And now…

Where Does Faith Come From

By Ada Brownell

“Faith is trusting what the eye can’t see. Eyes see the prowling lion. Faith sees Daniel’s angel. Eyes see storms. Faith sees Noah’s rainbow. Your eyes see your faults. Your faith sees your Savior. Your eyes see your guilt. Your faith sees His blood.”[i]

The above is Max Lucado’s paraphrase of  Hebrews 11:11(NIV): “Faith is being sure of what we hope for and certain of what we do not see.” 

But where does faith come from

        Our Creator wrapped faith in our DNA

In a CNN report by A. Chris Gajilan on April 4, 2007, Dr. Andrew Newberg, neuroscientist and author of “Why We Believe What We Believe,” reported working on ways to track how the human brain processes religion and spirituality. It’s all part of new field called neurotheology.

Newberg says the frontal lobe, the area right behind our foreheads, helps us focus our attention in prayer and meditation. The parietal lobe, located near the backs of our skulls, is the seat of our sensory information. Newberg says it’s involved in that feeling of becoming part of something greater than oneself. The limbic system, nestled deep in the center, regulates our emotions and is responsible for feelings of awe and joy.

Newberg says similar areas of the brain are affected during prayer and meditation. Newberg suggests that brain scans may provide proof that our brains are built to believe in God. He says there may be universal features of the human mind that actually make it easier for us to believe in a higher power.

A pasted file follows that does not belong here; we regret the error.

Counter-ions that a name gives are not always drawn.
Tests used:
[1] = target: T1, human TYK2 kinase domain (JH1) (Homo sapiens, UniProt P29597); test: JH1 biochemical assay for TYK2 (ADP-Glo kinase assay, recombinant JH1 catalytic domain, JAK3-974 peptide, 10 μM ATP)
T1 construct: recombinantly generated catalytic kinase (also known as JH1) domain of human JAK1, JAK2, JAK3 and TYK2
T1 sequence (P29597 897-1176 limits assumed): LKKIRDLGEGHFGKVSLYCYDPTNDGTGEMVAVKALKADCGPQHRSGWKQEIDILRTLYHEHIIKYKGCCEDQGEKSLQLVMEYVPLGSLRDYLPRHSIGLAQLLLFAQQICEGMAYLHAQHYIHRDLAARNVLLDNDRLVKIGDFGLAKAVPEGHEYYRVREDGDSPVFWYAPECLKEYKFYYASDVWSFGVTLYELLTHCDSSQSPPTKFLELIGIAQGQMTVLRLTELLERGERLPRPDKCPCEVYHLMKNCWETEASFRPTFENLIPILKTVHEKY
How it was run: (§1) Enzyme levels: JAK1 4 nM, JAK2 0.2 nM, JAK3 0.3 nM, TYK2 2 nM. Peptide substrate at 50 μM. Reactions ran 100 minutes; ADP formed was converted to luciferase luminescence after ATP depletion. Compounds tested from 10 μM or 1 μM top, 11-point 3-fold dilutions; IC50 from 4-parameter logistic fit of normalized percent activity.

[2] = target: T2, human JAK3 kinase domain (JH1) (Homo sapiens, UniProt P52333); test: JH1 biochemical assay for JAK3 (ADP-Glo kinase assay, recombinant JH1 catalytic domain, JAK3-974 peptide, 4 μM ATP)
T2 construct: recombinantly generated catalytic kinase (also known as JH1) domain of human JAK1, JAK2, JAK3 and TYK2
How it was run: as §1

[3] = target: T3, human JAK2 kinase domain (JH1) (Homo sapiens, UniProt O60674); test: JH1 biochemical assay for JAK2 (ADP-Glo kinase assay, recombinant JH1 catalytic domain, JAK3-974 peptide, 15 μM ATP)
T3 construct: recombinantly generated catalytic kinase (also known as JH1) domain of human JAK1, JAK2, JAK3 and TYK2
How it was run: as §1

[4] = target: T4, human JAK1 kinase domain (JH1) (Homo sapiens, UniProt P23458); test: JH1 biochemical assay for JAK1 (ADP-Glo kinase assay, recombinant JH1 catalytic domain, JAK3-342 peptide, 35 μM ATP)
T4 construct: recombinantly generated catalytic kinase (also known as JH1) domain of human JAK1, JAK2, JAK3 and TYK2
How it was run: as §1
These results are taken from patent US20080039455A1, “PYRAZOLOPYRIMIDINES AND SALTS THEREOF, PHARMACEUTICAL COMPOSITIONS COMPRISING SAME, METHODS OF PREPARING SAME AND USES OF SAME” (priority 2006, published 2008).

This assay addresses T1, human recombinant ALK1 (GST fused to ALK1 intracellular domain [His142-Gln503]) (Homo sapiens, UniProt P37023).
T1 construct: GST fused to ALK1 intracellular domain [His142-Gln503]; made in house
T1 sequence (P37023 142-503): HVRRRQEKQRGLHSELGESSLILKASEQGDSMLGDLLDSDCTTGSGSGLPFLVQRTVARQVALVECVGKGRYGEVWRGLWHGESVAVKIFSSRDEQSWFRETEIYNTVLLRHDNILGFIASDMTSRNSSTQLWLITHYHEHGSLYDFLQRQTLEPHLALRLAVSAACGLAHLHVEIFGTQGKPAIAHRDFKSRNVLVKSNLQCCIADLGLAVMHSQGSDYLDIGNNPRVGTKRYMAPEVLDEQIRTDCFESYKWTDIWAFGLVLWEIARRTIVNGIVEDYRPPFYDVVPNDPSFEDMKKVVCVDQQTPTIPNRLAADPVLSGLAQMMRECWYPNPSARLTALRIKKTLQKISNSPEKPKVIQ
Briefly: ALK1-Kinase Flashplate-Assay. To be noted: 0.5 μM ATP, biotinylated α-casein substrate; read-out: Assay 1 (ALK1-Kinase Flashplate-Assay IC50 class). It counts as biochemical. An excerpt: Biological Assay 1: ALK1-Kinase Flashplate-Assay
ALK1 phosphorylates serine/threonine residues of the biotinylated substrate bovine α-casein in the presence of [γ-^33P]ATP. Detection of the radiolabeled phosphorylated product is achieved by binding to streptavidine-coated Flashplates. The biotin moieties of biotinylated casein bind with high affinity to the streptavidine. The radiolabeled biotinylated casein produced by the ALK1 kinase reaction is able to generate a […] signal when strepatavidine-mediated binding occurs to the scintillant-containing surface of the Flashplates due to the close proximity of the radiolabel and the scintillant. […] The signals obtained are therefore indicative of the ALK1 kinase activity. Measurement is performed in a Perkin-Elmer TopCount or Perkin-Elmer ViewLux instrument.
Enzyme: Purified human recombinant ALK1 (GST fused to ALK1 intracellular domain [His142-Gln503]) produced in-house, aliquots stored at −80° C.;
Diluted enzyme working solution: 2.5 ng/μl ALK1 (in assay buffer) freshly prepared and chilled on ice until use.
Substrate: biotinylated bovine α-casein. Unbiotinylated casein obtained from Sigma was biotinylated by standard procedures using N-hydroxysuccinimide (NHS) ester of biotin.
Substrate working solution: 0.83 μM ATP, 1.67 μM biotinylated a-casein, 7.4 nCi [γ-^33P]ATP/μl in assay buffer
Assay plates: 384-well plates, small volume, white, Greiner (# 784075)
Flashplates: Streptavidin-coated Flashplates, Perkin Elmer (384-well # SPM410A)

I believe people search for God because of the “God-shaped void” within. If they haven’t heard the gospel or reject it, they worship the earth, an idol they know is nothing but a figure humans created, or devise their own religion—even making unbelief into doctrine.

  1. Faith arises from the need to know our Heavenly Father. Since the Lord gave humankind a choice of whether to serve Him, God prevents us from “proving” He exists and leaves that and other vacancies for our faith to fill.

In my book, Swallowed by LIFE: Mysteries of Death, Resurrection and the Eternal, I tell how medical science shows we’re more than a body, yet there is room for doubt when it comes to proving we have a soul that lives forever.  We have to believe the evidence.

  1. God has given each person a measure of faith: “For I say, through the grace given to me, to everyone who is among you, not to think of himself more highly than he ought to think, but to think soberly, as God has dealt to each one a measure of faith (Romans 12:2-4). Often people who don’t think they believe pray when they or a loved one is in danger. A cry for God’s help comes from us spontaneously sometimes in crisis.
  2. Faith comes through hearing the Word—the gospel (Romans 10:17).  Because faith is necessary to be redeemed from sin and to have our name written in the Lamb’s Book of Life, God “breathed” truth into writers He chose to write His love message to humankind. It is through that love letter—the Bible—we gain knowledge of Him and why He allows us (anybody) to choose to accept it and love and obey Him.

“All scripture is given by inspiration of God, and is profitable for doctrine, for reproof, for correction, for instruction in righteousness” (2Timothy 3:16).